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Old April 1st, 2009, 01:41 PM   #1
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DVCPRO 50 to DVD

I have read several times that DVCPRO 50 is a great format to print to DVD, and recently shot an event in DVCPRO 50. I use a PC with Edius Broadcast 4.0, and have a recent NERO edition plus TMPGEditor. What would be a recommended workflow for best quality to DVD ?
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Old April 2nd, 2009, 10:05 AM   #2
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Well it's like with any other source- send the final edit into MPEG-2 encoding at best possible settings.

-Noah
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Old April 2nd, 2009, 02:42 PM   #3
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Noah - this is an area that I have very little experience, but I know that there are options such as transport stream versus program stream. I understand that bit rate is key - I seem to remember that on a project a year ago I used a bit rate of 9800. I would appreciate any insight on these issues, rather than having to learn by trial and error. Thanks
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Old April 3rd, 2009, 07:04 PM   #4
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I am not an Edius user- but I would imagine it comes with some sort of manual that explains the basics. It's not that tricky to make a DVD.

Noah
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Old April 5th, 2009, 06:41 AM   #5
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Go to Glass Valley EDIUS forum and post - you will find more experts in EDIUS than here.

Thomson Grass Valley Desktop Solutions Forums
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Old April 30th, 2009, 04:39 AM   #6
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Quote:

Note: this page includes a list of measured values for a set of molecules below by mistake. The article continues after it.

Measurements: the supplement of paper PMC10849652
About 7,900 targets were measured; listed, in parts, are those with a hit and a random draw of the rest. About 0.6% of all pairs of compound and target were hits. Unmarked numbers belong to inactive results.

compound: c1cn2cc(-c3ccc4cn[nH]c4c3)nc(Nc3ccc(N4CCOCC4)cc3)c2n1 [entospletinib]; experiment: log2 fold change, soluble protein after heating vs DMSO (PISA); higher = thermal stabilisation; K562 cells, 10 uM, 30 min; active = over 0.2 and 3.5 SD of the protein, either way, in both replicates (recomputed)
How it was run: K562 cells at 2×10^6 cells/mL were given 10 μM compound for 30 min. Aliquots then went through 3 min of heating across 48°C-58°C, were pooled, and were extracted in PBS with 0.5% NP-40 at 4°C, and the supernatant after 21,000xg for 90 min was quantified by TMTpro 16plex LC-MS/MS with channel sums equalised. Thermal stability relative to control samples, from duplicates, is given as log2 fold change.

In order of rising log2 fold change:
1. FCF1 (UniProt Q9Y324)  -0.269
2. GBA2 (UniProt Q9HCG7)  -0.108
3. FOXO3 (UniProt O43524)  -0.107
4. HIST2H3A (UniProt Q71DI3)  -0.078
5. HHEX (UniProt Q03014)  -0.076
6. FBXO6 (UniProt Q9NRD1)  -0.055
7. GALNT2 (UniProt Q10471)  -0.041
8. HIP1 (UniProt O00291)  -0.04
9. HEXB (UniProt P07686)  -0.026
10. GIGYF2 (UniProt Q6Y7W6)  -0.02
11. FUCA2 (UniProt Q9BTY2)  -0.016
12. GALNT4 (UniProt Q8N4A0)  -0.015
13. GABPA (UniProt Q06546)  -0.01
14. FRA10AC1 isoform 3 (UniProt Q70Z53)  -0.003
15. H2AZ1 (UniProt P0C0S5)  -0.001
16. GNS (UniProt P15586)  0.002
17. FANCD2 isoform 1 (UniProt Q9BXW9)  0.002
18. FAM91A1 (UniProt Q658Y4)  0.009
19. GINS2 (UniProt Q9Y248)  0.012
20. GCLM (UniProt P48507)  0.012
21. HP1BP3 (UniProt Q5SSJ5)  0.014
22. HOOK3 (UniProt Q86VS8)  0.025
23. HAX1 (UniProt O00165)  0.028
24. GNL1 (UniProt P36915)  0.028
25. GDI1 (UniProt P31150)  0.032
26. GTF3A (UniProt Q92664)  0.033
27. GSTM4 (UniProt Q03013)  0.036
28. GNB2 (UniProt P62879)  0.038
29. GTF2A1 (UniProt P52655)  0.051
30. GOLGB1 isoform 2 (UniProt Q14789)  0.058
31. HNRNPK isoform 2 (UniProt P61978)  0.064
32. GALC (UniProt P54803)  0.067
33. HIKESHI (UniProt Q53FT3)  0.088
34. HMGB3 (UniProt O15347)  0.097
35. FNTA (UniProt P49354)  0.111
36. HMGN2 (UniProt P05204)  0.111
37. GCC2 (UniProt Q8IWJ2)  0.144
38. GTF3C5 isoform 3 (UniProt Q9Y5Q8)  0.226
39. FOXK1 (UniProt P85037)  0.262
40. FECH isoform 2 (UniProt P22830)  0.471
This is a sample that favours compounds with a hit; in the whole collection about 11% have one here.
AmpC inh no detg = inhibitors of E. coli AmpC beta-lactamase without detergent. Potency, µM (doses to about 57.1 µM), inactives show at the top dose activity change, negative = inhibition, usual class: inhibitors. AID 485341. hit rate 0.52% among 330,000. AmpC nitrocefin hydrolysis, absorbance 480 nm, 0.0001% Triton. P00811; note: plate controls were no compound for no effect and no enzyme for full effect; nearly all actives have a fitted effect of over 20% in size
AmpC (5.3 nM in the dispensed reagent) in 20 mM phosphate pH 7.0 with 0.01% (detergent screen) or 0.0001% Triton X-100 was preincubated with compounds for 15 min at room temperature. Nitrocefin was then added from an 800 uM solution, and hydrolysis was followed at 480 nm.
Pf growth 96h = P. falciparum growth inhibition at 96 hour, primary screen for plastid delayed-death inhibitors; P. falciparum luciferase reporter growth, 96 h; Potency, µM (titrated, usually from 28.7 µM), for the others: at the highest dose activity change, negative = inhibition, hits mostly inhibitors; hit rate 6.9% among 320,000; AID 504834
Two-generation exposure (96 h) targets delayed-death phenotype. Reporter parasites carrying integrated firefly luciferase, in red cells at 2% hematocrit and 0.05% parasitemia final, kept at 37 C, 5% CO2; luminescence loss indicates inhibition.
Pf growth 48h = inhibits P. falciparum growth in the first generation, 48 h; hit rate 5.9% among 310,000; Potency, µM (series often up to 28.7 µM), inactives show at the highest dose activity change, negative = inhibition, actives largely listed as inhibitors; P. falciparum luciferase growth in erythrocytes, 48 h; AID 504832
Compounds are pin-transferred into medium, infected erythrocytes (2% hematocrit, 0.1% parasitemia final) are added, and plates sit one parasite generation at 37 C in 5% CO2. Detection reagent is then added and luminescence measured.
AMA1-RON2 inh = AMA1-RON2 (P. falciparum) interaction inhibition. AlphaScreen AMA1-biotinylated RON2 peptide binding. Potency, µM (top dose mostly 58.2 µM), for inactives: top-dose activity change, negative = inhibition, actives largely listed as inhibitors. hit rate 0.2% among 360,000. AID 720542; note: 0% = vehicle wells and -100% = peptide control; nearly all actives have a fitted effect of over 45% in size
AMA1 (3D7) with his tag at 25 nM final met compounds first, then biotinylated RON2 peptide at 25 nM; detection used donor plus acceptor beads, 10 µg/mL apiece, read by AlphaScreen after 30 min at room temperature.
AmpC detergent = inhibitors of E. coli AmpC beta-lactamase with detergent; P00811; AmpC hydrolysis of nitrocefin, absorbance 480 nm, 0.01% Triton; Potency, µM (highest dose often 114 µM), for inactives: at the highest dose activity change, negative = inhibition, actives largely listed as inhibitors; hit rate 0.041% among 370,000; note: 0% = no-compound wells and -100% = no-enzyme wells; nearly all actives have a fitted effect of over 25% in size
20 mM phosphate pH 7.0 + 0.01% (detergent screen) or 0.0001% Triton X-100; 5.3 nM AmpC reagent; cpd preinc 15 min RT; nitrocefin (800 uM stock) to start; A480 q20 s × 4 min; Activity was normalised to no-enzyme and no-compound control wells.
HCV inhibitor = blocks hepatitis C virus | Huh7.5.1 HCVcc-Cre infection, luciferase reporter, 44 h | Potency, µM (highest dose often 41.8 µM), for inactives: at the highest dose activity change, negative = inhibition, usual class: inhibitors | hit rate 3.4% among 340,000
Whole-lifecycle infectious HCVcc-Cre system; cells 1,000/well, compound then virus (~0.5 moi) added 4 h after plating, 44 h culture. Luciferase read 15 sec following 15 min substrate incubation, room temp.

Originally Posted by Mark Donnell View Post
Noah - this is an area that I have very little experience, but I know that there are options such as transport stream versus program stream. I understand that bit rate is key - I seem to remember that on a project a year ago I used a bit rate of 9800. I would appreciate any insight on these issues, rather than having to learn by trial and error. Thanks
Hi Mark,
DVD forums are best for this questions,
The Bit rate is most important, if your encoding to a DVD-R recordable media that you'll burn yourself , I suuggest a bit rate no higher than 6.5, that is because a high rate can "Choke" a player and have it "Freeze" on DVD-R recordable media.
If your encoding for "Replication" you can go up to 9mbs no worries, they are glass mastered and stamped , rather than burnt in your own burner.
set everything else to best, It's always a good ides to do some tests on small clips and make up your own pre-sets for future encodes... don't worry about transport or program streams, just export your mpeg file seperate from the audio file..
learning by trial and error is best in my opinion, you will not make the same mistakes twice that way.
Cheers
Tom K
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Old April 30th, 2009, 05:23 PM   #7
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Originally Posted by Mark Donnell View Post
I have read several times that DVCPRO 50 is a great format to print to DVD, and recently shot an event in DVCPRO 50.
It may be worth mentioning that a lot depends which part of the world you live in - NTSC or PAL. Whichever system you use, DVDs are encoded with 4:2:0 colour and MPEG2 - no problem with that - same with standard definition broadcast digital TV.

What does make a difference with acquisition formats is that in the NTSC world, ALL the DV25 variations (DV, DVCAM and DVCPRO) use 4:1:1 colour sampling - as many colour samples as luminance vertically, but only a quarter as many horizontally. Hence, shoot with one of those, output to DVD, and you end up with an effective 4:1:0 chroma resolution - only an 1/8 as many chroma samples as luminance. Not good, hence the popularity of DVCPRO50. You start off with 4:2:2, end up with true 4:2:0.

It's different in PAL. Here, DV and DVCAM are both 4:2:0, so no loss of chroma information when you reencode for DVD. (Though if using a P2 type camera at 25Mbs, it's best to select "DV", not "DVCPRO" - PAL DVCPRO is 4:1:1, as with NTSC.)

In the NTSC world, there's a lot of merit in starting off with DVCPRO50 as opposed to any of the DV25 formats. In the PAL world, the benefits are far smaller, and I'd argue ( for a DVD final output) not worth the doubling of data rate.
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Old June 25th, 2009, 03:56 PM   #8
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Just a follow-up - I edited the DVCPRO 50 on Edius and coded it to "best quality" MPEG2 using Procoder 3. I took that into Pinnacle Studio 11, modified a stock menu and used a couple of stock transitions, and ended up with a really great-looking DVD. Even frame-by frame looked quite good, and the color was excellent.
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